Fig 9. Immune infiltration analysis.

(A) Bar chart showing the proportion of 22 immune cell types in each sample. (B) Expression of different immune cells between the BPD and control groups, where*P < 0.05, **P < 0.01, ***P < 0.001, ****P < 0.0001, compared with the control group.

Fig 10. Correlation between the six hub genes and immune infiltration.


Novel BPD is a disease that primarily presents with impaired alveolar capillary development, alveolar enlargement and simplification, increased interstitial fibrosis, pulmonary vascular abnormalities, and reduced branching [12]. The pathogenesis of this disease is not completely understood. However, some studies have indicated that oxidative stress refers to one of the important mechanisms in the pathogenesis of BPD [1315]. Long-term hyperoxia exposure induces oxidative stress, which affects alveolar development and angiogenesis. Furthermore, oxidative stress leads to the accumulation of oxygen radicals and other reactive oxygen products in lung cells, thereby damaging cell structure and leading to cell death and, ultimately, BPD [16, 17]. Therefore, inhibiting the oxidative/antioxidative imbalance in BPD and decreasing cell death may be a new therapeutic direction in the future.

As a recently found form of cell death, ferroptosis is featured by an iron-dependent increase in lipid peroxidation because of reactive oxygen species [18]. Iron is widely present in life and is one of the elements essential for cell metabolism and growth. However, when there is an excess of iron ions in cells, large amounts of oxygen radicals and cytotoxic reactions are generated, which leads to cell damage and death. There existed a decrease in the number of cells in the model group with variable changes in cell morphology during the construction of a hyperoxic BPD cell model, and also detected a decrease in GPX4 mRNA expression and an upregulation of PTGS2 expression in the model group, which has not been reported before. In addition, Cross et al. [19, 20] reported that free iron concentrations in cord blood were significantly higher in preterm infants than in full-term infants and adults. Patel et al. [21] reported that increased cumulative iron supplementation in very low birth weight infants is an independent risk factor for BPD. Moreover, BPD is most commonly observed in preterm infants and is a crucial factor in preterm mortality and poor long-term prognosis. We therefore hypothesize that abnormal accumulation of iron in preterm infants may induce the onset of ferroptosis thereby promoting the development of BPD.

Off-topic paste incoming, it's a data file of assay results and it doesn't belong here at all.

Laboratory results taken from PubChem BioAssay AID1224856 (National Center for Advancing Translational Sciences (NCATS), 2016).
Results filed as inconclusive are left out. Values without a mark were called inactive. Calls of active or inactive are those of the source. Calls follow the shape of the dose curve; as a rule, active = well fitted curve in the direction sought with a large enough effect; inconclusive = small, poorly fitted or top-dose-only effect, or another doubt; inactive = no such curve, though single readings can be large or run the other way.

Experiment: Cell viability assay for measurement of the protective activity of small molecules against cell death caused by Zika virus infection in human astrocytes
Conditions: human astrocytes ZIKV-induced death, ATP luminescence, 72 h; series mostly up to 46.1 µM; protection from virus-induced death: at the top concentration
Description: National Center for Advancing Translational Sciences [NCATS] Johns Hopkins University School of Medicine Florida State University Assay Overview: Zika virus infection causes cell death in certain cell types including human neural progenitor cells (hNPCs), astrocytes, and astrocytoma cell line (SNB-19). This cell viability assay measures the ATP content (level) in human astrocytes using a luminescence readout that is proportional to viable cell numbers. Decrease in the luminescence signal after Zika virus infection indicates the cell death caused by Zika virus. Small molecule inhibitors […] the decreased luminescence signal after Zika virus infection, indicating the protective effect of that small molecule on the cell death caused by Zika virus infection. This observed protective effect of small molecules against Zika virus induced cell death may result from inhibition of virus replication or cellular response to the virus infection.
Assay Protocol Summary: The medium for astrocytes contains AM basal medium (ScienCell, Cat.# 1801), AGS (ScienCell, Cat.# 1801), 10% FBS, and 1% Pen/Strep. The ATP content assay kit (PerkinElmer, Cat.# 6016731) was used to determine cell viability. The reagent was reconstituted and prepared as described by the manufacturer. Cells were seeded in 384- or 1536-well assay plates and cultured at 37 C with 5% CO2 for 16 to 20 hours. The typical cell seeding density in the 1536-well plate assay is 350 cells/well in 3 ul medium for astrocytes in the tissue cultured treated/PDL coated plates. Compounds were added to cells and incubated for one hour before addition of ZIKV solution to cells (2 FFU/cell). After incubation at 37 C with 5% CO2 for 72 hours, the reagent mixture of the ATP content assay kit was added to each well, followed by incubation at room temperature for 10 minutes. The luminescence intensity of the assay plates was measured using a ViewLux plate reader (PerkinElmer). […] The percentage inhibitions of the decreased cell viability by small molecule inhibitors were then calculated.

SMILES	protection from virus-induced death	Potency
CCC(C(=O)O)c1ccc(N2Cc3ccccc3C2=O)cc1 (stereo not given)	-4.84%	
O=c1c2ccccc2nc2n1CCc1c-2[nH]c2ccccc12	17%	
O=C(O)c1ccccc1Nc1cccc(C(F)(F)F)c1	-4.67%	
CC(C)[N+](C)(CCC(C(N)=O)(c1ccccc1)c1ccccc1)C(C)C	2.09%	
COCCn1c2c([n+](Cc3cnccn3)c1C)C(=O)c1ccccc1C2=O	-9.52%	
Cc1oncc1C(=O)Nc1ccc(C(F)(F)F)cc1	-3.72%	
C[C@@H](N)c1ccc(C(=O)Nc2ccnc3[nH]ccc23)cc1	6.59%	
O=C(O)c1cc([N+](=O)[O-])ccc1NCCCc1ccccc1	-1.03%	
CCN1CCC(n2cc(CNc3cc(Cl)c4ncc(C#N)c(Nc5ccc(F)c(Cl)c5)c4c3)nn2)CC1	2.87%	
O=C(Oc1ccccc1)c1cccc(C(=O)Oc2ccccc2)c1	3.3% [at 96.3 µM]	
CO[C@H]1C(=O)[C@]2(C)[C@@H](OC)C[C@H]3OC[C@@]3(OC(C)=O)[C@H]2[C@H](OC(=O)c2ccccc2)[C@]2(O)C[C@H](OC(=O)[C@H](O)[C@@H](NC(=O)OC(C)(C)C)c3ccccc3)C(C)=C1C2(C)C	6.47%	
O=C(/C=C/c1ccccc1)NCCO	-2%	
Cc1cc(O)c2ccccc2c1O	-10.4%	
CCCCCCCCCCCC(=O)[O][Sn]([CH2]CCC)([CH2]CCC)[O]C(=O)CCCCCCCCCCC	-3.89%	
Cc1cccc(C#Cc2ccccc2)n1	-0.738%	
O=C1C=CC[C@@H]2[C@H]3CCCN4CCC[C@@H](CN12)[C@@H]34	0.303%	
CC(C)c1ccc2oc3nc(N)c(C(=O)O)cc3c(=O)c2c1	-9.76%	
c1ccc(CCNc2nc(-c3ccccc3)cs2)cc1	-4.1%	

On this basis, this study further clarifies the function of ferroptosis in the development of BPD. 606 DEGs of BPD were obtained from the GEO database, disease key modules were acquired using WGCNA analysis, 197 differential genes within modules were obtained after the screening, and 484 ferroptosis-related genes were acquired from the FerrDb database. There were intersected to finally obtain 6 hub genes related to ferroptosis in BPD, which included the following: ACSL1, GALNT14, WIPI1, MAPK14, PROK2, and CREB5.